Benefits of Open-Ended Questions

Last updated: September 11, 2020, at 1:56 p.m. PT

Originally published: September 8, 2020, at 12:10 p.m. PT

open ended questions

It can be tough getting your child to talk about their day sometimes. You ask, “How was your day at school?” and they respond with, “good,” “fine,” or “ok” and then the conversation is over. This is an example of a close-ended question, which usually elicits only a minimal response and doesn’t really spark conversation. Conversations can be so much more engaging for a child when you ask open-ended questions!

What is an Open-Ended Question? 

An open-ended question is designed to encourage a full, meaningful answer using your child’s own knowledge or feelings. Open-ended questions typically begin with words such as “why” or “how” and phrases such as “tell me about…” Open-ended questions do not allow for one-word answers.

Importance of Open-Ended Questions

When children are asked open-ended questions, it shows them that their opinions, ideas, thoughts, and feelings are important. Therefore, asking open-ended questions says to a child that their contribution matters. All of this helps strengthen a child's self-esteem and self-image. Open-ended questions encourage children to:

  • Use language by giving longer answers that help build a wider range of vocabulary
  • Think about their answers and give details to reasonably answer the question presented to them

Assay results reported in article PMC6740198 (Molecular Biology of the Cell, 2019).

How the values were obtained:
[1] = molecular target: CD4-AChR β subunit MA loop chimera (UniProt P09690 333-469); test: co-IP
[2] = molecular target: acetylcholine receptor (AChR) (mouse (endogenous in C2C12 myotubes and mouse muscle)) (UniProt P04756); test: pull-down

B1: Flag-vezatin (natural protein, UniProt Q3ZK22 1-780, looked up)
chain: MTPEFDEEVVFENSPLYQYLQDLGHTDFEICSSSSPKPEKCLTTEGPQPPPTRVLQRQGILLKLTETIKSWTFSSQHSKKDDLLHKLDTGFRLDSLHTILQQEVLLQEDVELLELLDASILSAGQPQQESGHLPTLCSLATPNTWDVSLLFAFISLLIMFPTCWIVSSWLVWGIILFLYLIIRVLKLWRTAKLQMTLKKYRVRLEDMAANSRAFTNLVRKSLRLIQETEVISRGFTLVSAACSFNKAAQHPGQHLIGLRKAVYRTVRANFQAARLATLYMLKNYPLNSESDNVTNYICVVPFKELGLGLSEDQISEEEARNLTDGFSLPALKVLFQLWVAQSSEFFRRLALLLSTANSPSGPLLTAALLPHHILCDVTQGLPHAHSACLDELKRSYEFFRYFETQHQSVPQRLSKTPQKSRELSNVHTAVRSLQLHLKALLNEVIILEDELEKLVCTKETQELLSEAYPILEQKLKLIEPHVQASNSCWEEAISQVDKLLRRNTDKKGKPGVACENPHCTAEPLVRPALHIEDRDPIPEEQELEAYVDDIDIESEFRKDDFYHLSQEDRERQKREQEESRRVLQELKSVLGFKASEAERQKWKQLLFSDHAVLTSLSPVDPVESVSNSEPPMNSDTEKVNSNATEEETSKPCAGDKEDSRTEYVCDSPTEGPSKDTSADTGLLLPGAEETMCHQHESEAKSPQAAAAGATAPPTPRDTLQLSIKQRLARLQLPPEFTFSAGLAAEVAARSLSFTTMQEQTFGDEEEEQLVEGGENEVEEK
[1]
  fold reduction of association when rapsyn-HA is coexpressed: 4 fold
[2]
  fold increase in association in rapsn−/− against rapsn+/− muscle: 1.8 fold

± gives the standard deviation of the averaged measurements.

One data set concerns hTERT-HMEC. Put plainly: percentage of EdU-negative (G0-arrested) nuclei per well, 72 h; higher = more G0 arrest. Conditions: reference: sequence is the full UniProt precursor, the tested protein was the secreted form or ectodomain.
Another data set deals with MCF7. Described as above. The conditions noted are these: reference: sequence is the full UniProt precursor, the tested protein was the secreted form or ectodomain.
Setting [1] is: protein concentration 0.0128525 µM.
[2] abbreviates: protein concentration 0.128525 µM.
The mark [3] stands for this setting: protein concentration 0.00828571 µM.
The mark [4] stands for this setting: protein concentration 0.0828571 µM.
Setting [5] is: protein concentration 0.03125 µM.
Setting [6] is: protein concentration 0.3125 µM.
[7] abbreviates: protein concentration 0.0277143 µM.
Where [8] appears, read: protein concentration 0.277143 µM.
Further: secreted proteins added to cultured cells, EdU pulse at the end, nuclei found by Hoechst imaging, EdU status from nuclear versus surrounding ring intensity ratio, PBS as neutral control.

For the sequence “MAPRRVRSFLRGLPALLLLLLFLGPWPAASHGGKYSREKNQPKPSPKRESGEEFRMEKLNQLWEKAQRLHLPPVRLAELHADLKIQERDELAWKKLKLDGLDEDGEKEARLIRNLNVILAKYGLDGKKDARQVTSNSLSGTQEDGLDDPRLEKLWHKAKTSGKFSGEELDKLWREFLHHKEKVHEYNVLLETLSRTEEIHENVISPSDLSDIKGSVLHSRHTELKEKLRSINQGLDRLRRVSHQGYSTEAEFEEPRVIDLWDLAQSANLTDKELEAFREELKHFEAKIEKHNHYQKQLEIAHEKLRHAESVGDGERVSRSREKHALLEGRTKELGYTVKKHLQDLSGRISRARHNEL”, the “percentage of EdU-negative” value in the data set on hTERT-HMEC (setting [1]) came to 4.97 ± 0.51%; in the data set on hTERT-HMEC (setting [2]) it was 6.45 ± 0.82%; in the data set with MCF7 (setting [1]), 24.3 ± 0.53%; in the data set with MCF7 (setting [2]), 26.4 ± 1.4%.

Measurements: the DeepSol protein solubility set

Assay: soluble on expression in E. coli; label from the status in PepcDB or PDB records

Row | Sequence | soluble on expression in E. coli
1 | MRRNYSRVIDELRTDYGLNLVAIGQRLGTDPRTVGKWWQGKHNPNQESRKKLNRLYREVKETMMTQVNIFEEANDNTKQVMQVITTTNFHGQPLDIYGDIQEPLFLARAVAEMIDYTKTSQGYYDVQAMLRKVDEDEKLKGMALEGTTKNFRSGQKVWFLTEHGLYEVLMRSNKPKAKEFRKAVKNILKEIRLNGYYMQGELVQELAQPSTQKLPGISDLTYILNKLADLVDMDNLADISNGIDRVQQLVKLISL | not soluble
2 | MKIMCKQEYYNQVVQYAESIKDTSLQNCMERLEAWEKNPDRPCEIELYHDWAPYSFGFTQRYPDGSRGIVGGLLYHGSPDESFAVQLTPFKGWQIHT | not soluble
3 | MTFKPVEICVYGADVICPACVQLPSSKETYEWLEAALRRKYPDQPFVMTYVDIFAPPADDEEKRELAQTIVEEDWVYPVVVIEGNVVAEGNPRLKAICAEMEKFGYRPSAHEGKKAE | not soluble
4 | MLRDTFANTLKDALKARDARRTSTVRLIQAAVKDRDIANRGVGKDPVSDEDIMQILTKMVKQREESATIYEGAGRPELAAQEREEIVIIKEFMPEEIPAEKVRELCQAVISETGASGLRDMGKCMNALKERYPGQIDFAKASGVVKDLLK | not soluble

• Elaborate on details, express thoughts, and offer opinions
  • Be creative, think of new ideas, and use their imagination
  • Problem-solve and use cognitive (intellectual) skills. Children must search for vocabulary and form sentences which conveys thoughts, opinions, and ideas, rather than simply answering “yes” or “no”
  • Build relationships by actively engaging in conversations and relating to the person with whom they are communicating

Examples of Open-Ended Questions

Open-ended questions can be used in almost any situation. Some examples of generic open-ended questions are:

  • What was your favorite thing about school today? 
  • What is the most amazing thing about you?
  • When you feel sad, what cheers you up?
  • What are the qualities that make you a good friend?
  • How long do you think it would take to fly to the moon?
  • What did you do this weekend/what will you do this weekend?
  • What is the silliest thing you can think of?
  • What would you do if you were invisible for the day?
  • If you could have a dinosaur as a pet, what would you do with him/her?
  • What is the best dream you’ve ever had?
  • Can you tell me about your family?
  • If you could eat anything you wanted for one day, what would you choose?

There are many opportunities to turn a close-ended question into an open-ended question, but keep in mind that you might need to be patient and practice this approach. Asking open-ended questions requires more thought and effort, but the outcome for your child will be worth it. So, have fun and get your kids talking!